Lady Gaga Explains Real Meaning Of ‘Dance In The Dark’

'The record is about a girl who likes to have sex with the lights off, because she's embarrassed about her body,' singer says.

“Baby does her dance in the dark,” [artist id="3061469"]Lady Gaga[/artist] sings, ” ’cause when he’s looking she falls apart.”

If you thought the pop superstar was referring to something as simple as a night out at the club in “Dance in the Dark,” [news id="1626823"]from The Fame Monster,[/news] you don’t know Gaga very well — and you’re flat-out wrong. As she explained to The Los Angeles Times, the tune is about a rather more intimate experience — one that takes place not within the bass-blaring confines of a nightclub but between two people alone in a bedroom.

“The record is about a girl who likes to have sex with the lights off, because she’s embarrassed about her body,” Gaga explained. “She doesn’t want her man to see her naked. She will be free, and she will let her inner animal out, but only when the lights are out.”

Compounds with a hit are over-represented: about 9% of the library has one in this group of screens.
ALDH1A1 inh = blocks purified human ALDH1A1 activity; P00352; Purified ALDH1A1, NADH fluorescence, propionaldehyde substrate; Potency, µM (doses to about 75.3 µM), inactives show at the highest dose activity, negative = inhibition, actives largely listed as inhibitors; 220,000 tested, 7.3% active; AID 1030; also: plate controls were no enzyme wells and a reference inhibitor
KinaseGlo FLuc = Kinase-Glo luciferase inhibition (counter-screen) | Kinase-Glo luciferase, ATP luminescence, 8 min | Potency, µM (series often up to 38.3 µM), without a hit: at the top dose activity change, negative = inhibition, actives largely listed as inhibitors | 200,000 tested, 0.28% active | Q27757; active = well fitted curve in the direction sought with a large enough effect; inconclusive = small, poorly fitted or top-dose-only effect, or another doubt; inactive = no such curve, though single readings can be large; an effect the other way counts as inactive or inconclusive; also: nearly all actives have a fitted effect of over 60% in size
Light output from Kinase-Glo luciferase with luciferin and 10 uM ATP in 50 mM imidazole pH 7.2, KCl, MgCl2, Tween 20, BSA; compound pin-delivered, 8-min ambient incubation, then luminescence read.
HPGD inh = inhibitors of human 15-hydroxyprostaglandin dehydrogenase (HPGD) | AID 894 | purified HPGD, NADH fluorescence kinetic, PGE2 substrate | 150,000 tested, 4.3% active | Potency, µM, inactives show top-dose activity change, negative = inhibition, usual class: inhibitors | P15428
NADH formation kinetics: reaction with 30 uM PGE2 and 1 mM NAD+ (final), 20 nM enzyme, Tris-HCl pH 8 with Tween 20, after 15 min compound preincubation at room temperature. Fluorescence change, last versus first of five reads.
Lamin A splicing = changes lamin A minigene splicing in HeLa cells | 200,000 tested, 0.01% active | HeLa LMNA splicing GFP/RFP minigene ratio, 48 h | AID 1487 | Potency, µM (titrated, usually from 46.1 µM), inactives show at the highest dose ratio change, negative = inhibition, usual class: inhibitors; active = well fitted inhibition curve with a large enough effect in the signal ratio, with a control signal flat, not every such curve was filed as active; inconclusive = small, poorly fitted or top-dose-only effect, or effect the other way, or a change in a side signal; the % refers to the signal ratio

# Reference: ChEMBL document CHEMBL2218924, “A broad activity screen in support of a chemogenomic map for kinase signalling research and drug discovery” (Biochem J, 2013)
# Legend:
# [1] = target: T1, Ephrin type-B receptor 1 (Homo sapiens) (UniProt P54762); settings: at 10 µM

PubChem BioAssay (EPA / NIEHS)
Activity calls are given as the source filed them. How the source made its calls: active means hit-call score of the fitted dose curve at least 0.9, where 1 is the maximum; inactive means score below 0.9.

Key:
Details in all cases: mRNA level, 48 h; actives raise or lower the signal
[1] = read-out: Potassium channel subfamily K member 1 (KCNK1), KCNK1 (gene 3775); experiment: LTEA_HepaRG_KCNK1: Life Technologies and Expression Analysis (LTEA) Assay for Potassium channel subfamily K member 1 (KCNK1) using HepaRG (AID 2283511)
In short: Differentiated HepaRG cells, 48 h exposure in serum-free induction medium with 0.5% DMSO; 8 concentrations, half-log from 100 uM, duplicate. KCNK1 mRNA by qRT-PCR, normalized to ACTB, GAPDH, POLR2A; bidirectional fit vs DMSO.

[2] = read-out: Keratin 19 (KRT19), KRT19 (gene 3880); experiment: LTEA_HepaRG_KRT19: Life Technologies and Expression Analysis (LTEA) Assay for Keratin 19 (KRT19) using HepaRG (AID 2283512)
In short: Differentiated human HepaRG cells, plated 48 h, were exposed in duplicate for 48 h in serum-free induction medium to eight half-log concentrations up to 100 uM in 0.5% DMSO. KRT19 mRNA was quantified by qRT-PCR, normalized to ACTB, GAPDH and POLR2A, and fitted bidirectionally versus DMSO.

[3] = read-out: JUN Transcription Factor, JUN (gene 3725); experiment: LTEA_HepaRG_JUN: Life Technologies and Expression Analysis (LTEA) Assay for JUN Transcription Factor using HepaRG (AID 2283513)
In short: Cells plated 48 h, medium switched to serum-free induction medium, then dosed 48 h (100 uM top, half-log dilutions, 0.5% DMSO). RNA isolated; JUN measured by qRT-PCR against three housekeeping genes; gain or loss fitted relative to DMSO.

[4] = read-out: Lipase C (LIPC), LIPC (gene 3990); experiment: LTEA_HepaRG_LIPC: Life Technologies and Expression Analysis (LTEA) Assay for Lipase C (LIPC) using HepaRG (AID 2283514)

The song goes on to reference two supernatural trends-du-jour — “Around her kiss is a vampire grin/ Moonlights away while she is howling at him” she sings — as a means to express how people rely on external cues to cope with internal anxiety.

“She doesn’t feel free without the moon,” Gaga said. “These lyrics are a way for me to talk about how I believe women and some men feel innately insecure about themselves all the time. It’s not sometimes, it’s not in adolescence, it’s always.”

And it applies to everyone, regardless of whether you have a string of Billboard chart toppers or you’re listening to the track in your car. Though acknowledging that she’s in a “deeper, more compassionate place” since writing her debut album, The Fame, Gaga made clear that she continues to struggle with issues of body image and self-doubt in her own life.

“[T]he song isn’t called ‘Dance in the Light,’ ” she said. “I’m not a gospel singer trying to cross people over. What I’m saying is, ‘I get it. I feel you, I feel the same way, and it’s OK.’ “